Unlike many tales, the story of the So-Cal Speed Shop is not one made up by
some clever marketing types; it's a true story of friendship, hot rods and
the need for speed.
Our story begins on March 22, 1922, in Los Angeles, California, with the birth of Alex Xydias. Although his father was a prominent producer of silent movies, Alex's childhood was fairly normal, and like most young boys, he naturally gravitated towards automobiles. His first hot rod, a '29 Ford roadster with a milled head and a chopped flywheel, which he drove to Fairfax High School, was paid for with part-time earnings. After graduating, Alex worked in a gas station and saved enough for a '34 three-window coupe which was followed by a beautifully customized '34 cabriolet-found in the lower basement garage at the Ambassador Hotel in Los Angeles. In 1940, Alex joined The Wheelers, a Southern California Timing Association club located in Norwalk, California. However, his life, like that of so many young men, was about to change when, in 1942, he joined the Army Air Corps, serving as a B-17 engineer. According to Alex, "All we talked about during the war was cars, and once, when on furlough, a friend took me to a street race out in the San Fernando Valley. I was really surprised at how fast the cars ran, and I got the idea to open a speed shop." On the day of his discharge-March 3, 1946-using some borrowed money, Alex opened the first So-Cal Speed Shop on Olive Avenue in Burbank. "I really struggled to keep it going," says Alex. "Sometimes I made less than $100 a month, but the hard work paid off. When my one-year lease was up, I moved shop to 1104 South Victory Boulevard in Burbank where I placed a Sears Roebuck prefab two-car garage." The hot rods that bore the So-Cal logo ran in pretty fast company. For example, a V8-60-powered bellytank lakester clocked 136 mph in 1948 and appeared on the cover of the January 1949 issue of a fledgling Hot Rod magazine. This early success was quickly ratified when Alex teamed up with legendary auto enthusiast and author Dean Batchelor to develop a purpose-built streamliner. Powered by an Edelbrock-equipped Mercury V8, the liner ran 210 mph in 1950. The following year, Alex and some racing buddies formed the So-Cal Speed Shop Racing Team and built the first hot rods to go 160, 170, 180 and 190 mph. In 1952, Mechanix Illustrated magazine voted the So-Cal gang the Number One Racing Team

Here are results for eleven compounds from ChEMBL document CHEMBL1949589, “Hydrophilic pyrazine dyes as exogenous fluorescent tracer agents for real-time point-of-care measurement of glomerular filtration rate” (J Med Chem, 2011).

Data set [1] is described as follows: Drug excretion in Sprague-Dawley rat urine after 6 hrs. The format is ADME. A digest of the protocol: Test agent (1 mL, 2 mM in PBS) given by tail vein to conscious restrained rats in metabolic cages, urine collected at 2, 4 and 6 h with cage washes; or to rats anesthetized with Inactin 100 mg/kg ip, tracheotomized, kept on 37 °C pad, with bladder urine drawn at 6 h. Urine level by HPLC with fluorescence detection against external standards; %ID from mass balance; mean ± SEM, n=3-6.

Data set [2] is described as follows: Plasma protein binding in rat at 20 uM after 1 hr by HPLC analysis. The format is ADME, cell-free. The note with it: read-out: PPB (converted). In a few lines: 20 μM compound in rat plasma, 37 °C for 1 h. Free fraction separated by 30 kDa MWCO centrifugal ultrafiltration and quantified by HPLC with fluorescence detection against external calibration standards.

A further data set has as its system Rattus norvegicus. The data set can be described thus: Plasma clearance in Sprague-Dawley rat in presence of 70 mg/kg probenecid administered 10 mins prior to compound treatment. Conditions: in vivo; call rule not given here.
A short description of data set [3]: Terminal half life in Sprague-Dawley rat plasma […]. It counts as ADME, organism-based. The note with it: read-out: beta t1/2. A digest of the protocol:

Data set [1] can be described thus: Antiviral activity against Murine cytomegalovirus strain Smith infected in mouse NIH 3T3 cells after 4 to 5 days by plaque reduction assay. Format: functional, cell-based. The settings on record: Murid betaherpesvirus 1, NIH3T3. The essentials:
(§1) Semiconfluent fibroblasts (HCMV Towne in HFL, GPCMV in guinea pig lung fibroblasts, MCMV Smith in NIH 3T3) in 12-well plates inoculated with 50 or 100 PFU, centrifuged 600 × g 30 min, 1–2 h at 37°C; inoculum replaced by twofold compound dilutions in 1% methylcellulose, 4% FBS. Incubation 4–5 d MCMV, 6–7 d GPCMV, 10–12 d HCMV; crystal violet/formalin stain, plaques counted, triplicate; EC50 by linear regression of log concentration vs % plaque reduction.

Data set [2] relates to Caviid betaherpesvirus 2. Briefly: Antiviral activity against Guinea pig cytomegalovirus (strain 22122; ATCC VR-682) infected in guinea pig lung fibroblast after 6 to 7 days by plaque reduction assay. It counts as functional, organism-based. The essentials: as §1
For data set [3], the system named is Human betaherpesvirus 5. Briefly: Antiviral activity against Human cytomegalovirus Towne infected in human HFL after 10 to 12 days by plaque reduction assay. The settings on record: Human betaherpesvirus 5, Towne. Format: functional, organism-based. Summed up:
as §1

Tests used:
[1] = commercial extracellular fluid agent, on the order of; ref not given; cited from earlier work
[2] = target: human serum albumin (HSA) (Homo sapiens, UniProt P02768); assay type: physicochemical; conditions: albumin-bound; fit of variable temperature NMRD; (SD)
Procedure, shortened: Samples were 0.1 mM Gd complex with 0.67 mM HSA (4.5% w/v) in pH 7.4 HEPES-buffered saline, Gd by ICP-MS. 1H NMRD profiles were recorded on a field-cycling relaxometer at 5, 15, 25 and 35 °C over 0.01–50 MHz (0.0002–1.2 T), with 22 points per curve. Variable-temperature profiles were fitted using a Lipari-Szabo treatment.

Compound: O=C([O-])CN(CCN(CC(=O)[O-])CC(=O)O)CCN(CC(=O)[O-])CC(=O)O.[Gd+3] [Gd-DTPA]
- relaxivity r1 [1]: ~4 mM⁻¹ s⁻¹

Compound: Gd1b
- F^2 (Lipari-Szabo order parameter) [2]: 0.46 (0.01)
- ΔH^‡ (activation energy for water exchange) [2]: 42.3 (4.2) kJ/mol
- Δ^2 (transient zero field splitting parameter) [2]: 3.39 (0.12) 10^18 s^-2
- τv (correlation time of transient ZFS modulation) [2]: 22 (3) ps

While fast cars continued to run under the SO-CAL banner, Alex embarked upon another endeavor: documenting auto racing events. He filmed everything from Bonneville to NASCAR, including Pikes Peak, Indy and the 24 Hours of Sebring. "It was hard work," says Alex. "I'd spend hours behind the wheel getting to an event which I'd then have to film, before spending hours printing and editing the film." Meanwhile, in the adjoining San Gabriel Valley, in the town of El Monte, another California kid was bitten with the hot rod bug. Born of a hot rodding father, Pete Chapouris started "cruisin' the boulevards" with his friends around 1955. They'd start at the El Monte In-N-Out on Valley, go straight west to Farmer Boys, out on Colorado to Bob's in Glendale before turning around and going east to Henry's in Arcadia. Like Alex's childhood, it too was an influential time for a young man.
Pete's first hot rod was a '32 roadster, but at the time, nobody cared about roadsters so he sold the body for fifty bucks and substituted a Model A coupe body atop the Deuce rails. A $200 Chevy V8 was mated to a Packard trans at Blair's Speed Shop, and Barris Kustom was paid $10 to reverse the wheels. Like most enthusiasts, Pete went through a string of cars, wheeling and dealing his way up market until he could afford a brand new '61 T-bird. For Alex, the speed equipment business had undergone many changes. The flathead Ford, in which the So-Cal Speed Shop specialized, was no longer the hot rodder's favorite, and small firms like Alex's were under increasing pressure from the "big boys." The final straw came when Alex's right-hand man at the shop, Keith Baldwin, left. Alex closed the doors in 1961. Although Alex's filmmaking was doing well, he accepted a position as editor of Petersen Publishing's Car Craft magazine in 1963. He stayed with Petersen 12 1/2 years, transferring to Hot Rod Industry News where he later became publisher. While there, he also served as director of the annual Petersen Trade Show, which eventually became the SEMA (Specialty Equipment Market Association) Show-the tenth largest trade show in the U.S. After leaving Petersen, Alex went on to work with partner Mickey Thompson, organizing the SCORE off-road equipment trade show.